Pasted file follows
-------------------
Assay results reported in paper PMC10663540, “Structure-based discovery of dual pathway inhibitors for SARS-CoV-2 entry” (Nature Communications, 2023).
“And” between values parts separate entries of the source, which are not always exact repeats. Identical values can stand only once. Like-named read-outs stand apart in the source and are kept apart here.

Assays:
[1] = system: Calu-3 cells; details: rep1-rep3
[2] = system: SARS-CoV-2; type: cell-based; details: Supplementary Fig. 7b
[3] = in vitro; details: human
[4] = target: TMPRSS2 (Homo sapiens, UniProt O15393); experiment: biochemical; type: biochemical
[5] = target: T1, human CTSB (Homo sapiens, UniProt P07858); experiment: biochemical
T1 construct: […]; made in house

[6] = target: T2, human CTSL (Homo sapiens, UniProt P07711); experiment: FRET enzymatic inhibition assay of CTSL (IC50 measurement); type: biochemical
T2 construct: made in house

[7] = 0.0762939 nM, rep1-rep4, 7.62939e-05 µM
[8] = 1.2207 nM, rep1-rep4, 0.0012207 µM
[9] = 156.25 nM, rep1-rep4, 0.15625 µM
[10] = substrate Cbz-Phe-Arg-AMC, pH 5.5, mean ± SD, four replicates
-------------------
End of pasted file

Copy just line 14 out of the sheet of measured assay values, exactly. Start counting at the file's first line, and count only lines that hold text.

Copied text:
[9] = 156.25 nM, rep1-rep4, 0.15625 µM